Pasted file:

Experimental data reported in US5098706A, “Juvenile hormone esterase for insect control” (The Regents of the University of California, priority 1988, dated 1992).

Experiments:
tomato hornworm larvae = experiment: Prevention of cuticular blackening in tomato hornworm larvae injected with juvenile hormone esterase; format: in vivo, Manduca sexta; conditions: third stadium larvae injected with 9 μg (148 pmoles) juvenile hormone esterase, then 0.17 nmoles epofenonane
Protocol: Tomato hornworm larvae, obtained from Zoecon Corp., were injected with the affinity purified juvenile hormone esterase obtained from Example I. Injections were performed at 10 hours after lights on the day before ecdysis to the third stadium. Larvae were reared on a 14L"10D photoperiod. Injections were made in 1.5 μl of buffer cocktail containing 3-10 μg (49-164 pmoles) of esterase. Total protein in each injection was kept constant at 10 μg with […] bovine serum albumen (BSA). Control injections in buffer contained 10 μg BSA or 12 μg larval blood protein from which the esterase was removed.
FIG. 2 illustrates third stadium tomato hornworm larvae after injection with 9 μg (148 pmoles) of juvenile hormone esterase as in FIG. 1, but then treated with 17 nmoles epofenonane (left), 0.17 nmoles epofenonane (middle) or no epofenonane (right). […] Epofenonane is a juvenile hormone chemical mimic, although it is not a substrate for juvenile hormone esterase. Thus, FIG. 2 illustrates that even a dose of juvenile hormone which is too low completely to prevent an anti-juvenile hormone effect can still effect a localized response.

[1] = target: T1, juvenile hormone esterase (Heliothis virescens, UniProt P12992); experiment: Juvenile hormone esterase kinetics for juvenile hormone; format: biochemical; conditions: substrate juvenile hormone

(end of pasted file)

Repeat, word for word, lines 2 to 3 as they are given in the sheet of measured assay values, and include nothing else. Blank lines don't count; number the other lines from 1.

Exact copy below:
Experiments:
tomato hornworm larvae = experiment: Prevention of cuticular blackening in tomato hornworm larvae injected with juvenile hormone esterase; format: in vivo, Manduca sexta; conditions: third stadium larvae injected with 9 μg (148 pmoles) juvenile hormone esterase, then 0.17 nmoles epofenonane